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Rice Vinegar


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#1 The Glutenator

 
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Posted 17 May 2010 - 04:43 AM

I have been avoiding sushi since my celiac diagnosis because I heard they put rice vinegar in the rice, and that the rice vinegar can sometimes contain gluten. It seems on these forums, however, that sushi is safe to eat as long as there is not crab, tempura, or other gluten ingredients in the rolls. Can you please offer your advice? I love sushi and it would be a good food to eat out with friends!
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#2 masterjen

 
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Posted 17 May 2010 - 05:47 AM

I don't want to take the wind out of your sails regarding eating something you really enjoy, but here is my view. I also love Sushi, and I also desperately miss some of the foods I used to have that are gluten-free, but prepared at a non-gluten-free facility or restaurant. I know most servers/cooks/chefs have good intentions, but unless you really know the importance of being gluten-free (and the potential impact of not being gluten-free), there is too high a risk of cc. Think of the sushi chef's preparation area and the number of other rolls he has prepared on that sushi board, or rolled in that bamboo mat, or cut with that sushi knife, or touched with those hands. He may think that 'there is no gluten-containing substance in the roll, and all I did was touch the other roll to put in on a plate before making this gluten-free one. It can't be that big a deal!' Even that unsuspecting server whose hands handled a customer's tea cup (which has a bit of dried sticky "sushi finger prints" on it), who's hands had just been on a tempura roll. And now that server had just used her fingers to stop your roll from almost falling off the plate before serving it to you (and you didn't see this happen).

I could go on, as I'm sure could most celiac victims minds. Maybe I am overly paranoid because I am relatively new to all this (now 3 months on gluten-free diet). As has been stated in other posts, we all have to choose our level of comfort (and the degree of our reaction when we do consume gluten) when it comes to risk-taking, and for me I'd rather give up certain foods and eating food out than risk making my situation worse. Perhaps when I finally start to feel better I will change my view, but I doubt it. When I go out with friends, I will buy a drink, such as juice, that comes in a can or bottle, and bring my own food or eat before-hand.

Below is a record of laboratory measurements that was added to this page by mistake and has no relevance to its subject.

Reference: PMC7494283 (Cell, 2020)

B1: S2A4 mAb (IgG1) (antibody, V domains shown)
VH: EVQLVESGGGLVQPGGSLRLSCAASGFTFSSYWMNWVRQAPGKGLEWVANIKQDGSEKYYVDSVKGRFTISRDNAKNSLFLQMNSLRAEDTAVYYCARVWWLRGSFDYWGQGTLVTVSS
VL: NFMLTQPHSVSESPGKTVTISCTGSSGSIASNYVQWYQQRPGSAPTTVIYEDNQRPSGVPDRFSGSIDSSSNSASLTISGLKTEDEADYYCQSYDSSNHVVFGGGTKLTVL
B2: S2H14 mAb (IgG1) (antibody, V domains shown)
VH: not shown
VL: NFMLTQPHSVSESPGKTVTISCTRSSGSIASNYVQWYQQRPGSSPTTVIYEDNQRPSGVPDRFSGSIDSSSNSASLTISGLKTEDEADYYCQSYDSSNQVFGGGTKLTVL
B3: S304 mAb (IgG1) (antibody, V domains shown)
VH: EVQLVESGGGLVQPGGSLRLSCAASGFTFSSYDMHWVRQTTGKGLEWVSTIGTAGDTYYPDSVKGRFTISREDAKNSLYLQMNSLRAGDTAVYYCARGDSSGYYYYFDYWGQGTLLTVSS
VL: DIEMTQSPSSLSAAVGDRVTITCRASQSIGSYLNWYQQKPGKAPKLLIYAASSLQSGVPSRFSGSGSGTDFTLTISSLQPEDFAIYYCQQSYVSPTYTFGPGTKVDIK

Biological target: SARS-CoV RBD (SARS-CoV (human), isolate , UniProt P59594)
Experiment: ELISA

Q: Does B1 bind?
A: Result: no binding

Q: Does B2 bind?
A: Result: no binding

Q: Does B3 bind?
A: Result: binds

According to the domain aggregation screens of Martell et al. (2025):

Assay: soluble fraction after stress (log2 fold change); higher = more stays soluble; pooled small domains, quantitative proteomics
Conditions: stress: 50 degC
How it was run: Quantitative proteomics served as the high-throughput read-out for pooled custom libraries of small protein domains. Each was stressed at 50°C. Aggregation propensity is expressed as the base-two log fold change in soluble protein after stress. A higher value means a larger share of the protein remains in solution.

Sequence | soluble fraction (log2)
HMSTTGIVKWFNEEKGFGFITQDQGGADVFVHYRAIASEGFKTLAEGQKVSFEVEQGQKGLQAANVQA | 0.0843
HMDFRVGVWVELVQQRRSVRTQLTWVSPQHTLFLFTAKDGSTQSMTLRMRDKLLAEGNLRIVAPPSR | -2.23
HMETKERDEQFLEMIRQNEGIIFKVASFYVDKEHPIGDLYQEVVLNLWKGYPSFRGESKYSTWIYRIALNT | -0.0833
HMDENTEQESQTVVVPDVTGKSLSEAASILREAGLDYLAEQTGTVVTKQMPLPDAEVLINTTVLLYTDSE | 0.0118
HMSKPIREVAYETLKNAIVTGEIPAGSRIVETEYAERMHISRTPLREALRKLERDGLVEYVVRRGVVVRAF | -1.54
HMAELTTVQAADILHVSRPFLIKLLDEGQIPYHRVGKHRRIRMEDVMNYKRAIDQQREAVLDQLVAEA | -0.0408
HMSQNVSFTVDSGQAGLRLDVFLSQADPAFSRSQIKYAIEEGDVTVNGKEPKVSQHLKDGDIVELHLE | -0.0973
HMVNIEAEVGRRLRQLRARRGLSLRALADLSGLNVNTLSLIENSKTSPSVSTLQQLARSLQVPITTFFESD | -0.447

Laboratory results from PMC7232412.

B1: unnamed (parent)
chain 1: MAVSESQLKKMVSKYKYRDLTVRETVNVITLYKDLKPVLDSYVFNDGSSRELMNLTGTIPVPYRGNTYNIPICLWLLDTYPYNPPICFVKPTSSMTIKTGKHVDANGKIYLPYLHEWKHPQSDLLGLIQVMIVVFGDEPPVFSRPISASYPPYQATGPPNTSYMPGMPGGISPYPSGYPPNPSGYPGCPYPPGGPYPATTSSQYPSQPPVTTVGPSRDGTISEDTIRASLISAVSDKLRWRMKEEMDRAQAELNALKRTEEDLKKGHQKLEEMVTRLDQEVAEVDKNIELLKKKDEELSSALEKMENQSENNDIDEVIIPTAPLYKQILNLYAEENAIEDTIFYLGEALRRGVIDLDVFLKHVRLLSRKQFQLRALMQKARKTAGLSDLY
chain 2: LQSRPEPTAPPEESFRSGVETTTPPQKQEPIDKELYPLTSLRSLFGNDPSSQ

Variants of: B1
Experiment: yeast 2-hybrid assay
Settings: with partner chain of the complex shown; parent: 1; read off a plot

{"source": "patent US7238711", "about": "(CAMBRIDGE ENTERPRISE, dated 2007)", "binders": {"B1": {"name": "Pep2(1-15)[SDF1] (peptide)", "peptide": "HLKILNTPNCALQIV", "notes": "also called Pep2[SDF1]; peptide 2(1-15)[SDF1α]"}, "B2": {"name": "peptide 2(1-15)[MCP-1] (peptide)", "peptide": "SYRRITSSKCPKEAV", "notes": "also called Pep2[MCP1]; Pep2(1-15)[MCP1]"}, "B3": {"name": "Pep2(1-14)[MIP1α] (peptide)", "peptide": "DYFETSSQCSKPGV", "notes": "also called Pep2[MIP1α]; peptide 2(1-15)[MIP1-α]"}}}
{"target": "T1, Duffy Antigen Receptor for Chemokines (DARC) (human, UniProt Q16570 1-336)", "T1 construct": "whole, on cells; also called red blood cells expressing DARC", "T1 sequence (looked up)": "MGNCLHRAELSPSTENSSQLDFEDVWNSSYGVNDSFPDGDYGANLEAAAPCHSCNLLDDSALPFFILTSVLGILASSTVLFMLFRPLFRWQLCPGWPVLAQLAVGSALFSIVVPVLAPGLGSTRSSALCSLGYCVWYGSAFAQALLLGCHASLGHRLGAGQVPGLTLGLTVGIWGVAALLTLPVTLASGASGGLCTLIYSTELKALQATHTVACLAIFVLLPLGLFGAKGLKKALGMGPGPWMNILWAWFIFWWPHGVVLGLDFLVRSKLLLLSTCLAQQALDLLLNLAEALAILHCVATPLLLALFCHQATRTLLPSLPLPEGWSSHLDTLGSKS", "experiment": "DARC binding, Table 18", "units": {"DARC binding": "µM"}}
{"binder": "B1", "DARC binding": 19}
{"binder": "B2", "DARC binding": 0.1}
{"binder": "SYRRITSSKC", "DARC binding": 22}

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#3 i-geek

 
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Posted 17 May 2010 - 06:58 AM

I've not had a problem with sushi as long as I avoid things with sauces (like eel), tempura breading, and imitation seafoods, or things that might be flavored with soy like egg nigiri. If in doubt I avoid it, which means I end up ordering only things like veggie rolls or simple fish rolls/nigiri (and man, I wish the eel wasn't always sauced because that was my favorite pre-gluten-free). I bring my own wheat-free soy sauce as well. But like the above poster said, each of us has to determine his or her own comfort level. I enjoy eating out once in a while, and sushi is one of the few things I don't make at home so I'm willing to take a bit of risk. So far it's paid off in my favor. If you can go to a small place at an off time and talk to the waitstaff and/or chef to explain your needs and ask about ingredients, your chances of having a safe meal are much greater.
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#4 AlysounRI

 
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Posted 17 May 2010 - 07:07 AM

I've not had a problem with sushi as long as I avoid things with sauces (like eel), tempura breading, and imitation seafoods, or things that might be flavored with soy like egg nigiri. If in doubt I avoid it, which means I end up ordering only things like veggie rolls or simple fish rolls/nigiri (and man, I wish the eel wasn't always sauced because that was my favorite pre-gluten-free). I bring my own wheat-free soy sauce as well. But like the above poster said, each of us has to determine his or her own comfort level. I enjoy eating out once in a while, and sushi is one of the few things I don't make at home so I'm willing to take a bit of risk. So far it's paid off in my favor. If you can go to a small place at an off time and talk to the waitstaff and/or chef to explain your needs and ask about ingredients, your chances of having a safe meal are much greater.


Eeel is my favorite too.